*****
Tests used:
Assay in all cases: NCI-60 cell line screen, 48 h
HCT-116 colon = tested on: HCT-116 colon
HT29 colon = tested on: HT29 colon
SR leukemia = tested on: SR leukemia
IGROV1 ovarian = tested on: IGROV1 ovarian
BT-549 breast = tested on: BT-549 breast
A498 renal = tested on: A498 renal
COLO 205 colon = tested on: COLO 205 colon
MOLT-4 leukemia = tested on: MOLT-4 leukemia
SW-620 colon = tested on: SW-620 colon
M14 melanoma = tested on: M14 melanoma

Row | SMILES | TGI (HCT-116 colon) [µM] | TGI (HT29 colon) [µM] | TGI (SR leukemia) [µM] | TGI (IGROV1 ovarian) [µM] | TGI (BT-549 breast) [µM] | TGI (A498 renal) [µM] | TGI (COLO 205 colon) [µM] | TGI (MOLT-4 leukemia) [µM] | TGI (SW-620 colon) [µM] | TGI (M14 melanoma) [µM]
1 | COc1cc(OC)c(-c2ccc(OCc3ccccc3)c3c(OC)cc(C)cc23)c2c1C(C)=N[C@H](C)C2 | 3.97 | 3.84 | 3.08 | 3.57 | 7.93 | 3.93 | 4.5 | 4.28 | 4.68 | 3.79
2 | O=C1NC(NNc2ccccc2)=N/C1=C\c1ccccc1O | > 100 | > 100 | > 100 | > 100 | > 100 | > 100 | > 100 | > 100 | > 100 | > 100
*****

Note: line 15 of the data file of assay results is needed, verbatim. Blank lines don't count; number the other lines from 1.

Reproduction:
2 | O=C1NC(NNc2ccccc2)=N/C1=C\c1ccccc1O | > 100 | > 100 | > 100 | > 100 | > 100 | > 100 | > 100 | > 100 | > 100 | > 100